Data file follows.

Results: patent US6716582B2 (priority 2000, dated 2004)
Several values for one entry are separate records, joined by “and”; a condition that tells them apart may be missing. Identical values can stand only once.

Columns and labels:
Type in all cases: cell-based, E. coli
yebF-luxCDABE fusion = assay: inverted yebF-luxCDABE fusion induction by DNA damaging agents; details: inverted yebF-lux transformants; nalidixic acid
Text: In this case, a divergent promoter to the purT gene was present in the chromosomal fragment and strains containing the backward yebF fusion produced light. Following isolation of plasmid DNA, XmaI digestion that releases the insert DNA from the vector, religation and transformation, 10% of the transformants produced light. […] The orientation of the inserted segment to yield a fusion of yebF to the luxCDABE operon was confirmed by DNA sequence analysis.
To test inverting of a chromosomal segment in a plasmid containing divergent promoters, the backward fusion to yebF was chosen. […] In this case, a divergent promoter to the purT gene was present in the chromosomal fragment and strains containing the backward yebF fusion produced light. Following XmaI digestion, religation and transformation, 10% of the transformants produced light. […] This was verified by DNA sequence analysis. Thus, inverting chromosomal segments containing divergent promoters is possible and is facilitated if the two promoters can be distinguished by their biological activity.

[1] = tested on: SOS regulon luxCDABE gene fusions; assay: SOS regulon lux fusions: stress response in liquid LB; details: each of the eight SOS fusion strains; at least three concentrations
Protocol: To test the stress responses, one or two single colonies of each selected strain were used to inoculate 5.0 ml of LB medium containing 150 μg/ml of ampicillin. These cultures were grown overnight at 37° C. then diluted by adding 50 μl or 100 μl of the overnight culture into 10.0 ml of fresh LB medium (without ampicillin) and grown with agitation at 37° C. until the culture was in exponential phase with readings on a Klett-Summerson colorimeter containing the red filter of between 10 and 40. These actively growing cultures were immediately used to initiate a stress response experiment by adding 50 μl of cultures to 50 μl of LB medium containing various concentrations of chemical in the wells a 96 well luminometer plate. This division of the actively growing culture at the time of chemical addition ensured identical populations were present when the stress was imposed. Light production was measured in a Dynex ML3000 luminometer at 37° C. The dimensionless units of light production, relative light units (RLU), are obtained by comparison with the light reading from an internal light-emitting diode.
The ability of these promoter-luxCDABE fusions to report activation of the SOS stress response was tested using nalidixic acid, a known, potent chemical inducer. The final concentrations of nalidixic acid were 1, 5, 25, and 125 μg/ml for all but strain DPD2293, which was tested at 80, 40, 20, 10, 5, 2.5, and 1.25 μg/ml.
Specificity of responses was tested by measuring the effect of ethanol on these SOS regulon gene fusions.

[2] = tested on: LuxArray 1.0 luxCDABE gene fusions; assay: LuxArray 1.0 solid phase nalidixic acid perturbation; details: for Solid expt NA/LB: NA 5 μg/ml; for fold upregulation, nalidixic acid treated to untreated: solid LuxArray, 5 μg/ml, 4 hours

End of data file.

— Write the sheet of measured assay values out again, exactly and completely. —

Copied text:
Results: patent US6716582B2 (priority 2000, dated 2004)
Several values for one entry are separate records, joined by “and”; a condition that tells them apart may be missing. Identical values can stand only once.

Columns and labels:
Type in all cases: cell-based, E. coli
yebF-luxCDABE fusion = assay: inverted yebF-luxCDABE fusion induction by DNA damaging agents; details: inverted yebF-lux transformants; nalidixic acid
Text: In this case, a divergent promoter to the purT gene was present in the chromosomal fragment and strains containing the backward yebF fusion produced light. Following isolation of plasmid DNA, XmaI digestion that releases the insert DNA from the vector, religation and transformation, 10% of the transformants produced light. […] The orientation of the inserted segment to yield a fusion of yebF to the luxCDABE operon was confirmed by DNA sequence analysis.
To test inverting of a chromosomal segment in a plasmid containing divergent promoters, the backward fusion to yebF was chosen. […] In this case, a divergent promoter to the purT gene was present in the chromosomal fragment and strains containing the backward yebF fusion produced light. Following XmaI digestion, religation and transformation, 10% of the transformants produced light. […] This was verified by DNA sequence analysis. Thus, inverting chromosomal segments containing divergent promoters is possible and is facilitated if the two promoters can be distinguished by their biological activity.

[1] = tested on: SOS regulon luxCDABE gene fusions; assay: SOS regulon lux fusions: stress response in liquid LB; details: each of the eight SOS fusion strains; at least three concentrations
Protocol: To test the stress responses, one or two single colonies of each selected strain were used to inoculate 5.0 ml of LB medium containing 150 μg/ml of ampicillin. These cultures were grown overnight at 37° C. then diluted by adding 50 μl or 100 μl of the overnight culture into 10.0 ml of fresh LB medium (without ampicillin) and grown with agitation at 37° C. until the culture was in exponential phase with readings on a Klett-Summerson colorimeter containing the red filter of between 10 and 40. These actively growing cultures were immediately used to initiate a stress response experiment by adding 50 μl of cultures to 50 μl of LB medium containing various concentrations of chemical in the wells a 96 well luminometer plate. This division of the actively growing culture at the time of chemical addition ensured identical populations were present when the stress was imposed. Light production was measured in a Dynex ML3000 luminometer at 37° C. The dimensionless units of light production, relative light units (RLU), are obtained by comparison with the light reading from an internal light-emitting diode.
The ability of these promoter-luxCDABE fusions to report activation of the SOS stress response was tested using nalidixic acid, a known, potent chemical inducer. The final concentrations of nalidixic acid were 1, 5, 25, and 125 μg/ml for all but strain DPD2293, which was tested at 80, 40, 20, 10, 5, 2.5, and 1.25 μg/ml.
Specificity of responses was tested by measuring the effect of ethanol on these SOS regulon gene fusions.

[2] = tested on: LuxArray 1.0 luxCDABE gene fusions; assay: LuxArray 1.0 solid phase nalidixic acid perturbation; details: for Solid expt NA/LB: NA 5 μg/ml; for fold upregulation, nalidixic acid treated to untreated: solid LuxArray, 5 μg/ml, 4 hours